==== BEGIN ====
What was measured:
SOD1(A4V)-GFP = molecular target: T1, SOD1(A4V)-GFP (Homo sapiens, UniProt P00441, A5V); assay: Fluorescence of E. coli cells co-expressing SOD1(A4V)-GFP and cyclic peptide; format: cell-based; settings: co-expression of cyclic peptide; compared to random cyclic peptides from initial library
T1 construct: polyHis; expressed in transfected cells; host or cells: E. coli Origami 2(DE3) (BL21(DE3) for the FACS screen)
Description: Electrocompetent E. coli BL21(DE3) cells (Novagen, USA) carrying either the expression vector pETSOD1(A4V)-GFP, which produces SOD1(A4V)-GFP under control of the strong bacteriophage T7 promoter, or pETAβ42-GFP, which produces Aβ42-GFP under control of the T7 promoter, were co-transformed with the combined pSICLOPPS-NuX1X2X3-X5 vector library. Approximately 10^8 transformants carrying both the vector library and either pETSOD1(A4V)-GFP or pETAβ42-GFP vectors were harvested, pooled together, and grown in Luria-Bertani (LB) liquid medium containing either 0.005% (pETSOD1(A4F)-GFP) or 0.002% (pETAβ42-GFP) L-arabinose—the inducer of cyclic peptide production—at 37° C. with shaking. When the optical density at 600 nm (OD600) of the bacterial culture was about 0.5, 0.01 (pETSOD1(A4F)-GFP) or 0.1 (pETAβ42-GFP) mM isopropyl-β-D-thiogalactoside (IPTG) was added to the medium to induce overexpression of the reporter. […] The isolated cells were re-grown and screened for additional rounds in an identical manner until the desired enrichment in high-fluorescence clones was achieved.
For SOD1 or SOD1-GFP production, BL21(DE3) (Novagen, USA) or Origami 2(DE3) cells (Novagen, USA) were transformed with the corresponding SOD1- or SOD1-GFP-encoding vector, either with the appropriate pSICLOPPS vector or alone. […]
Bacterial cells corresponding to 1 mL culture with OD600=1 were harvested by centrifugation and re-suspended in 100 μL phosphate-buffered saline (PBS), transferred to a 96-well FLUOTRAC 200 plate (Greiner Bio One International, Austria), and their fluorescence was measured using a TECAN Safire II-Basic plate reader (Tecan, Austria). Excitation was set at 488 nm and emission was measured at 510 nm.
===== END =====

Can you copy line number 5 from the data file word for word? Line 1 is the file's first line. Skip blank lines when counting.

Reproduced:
For SOD1 or SOD1-GFP production, BL21(DE3) (Novagen, USA) or Origami 2(DE3) cells (Novagen, USA) were transformed with the corresponding SOD1- or SOD1-GFP-encoding vector, either with the appropriate pSICLOPPS vector or alone. […]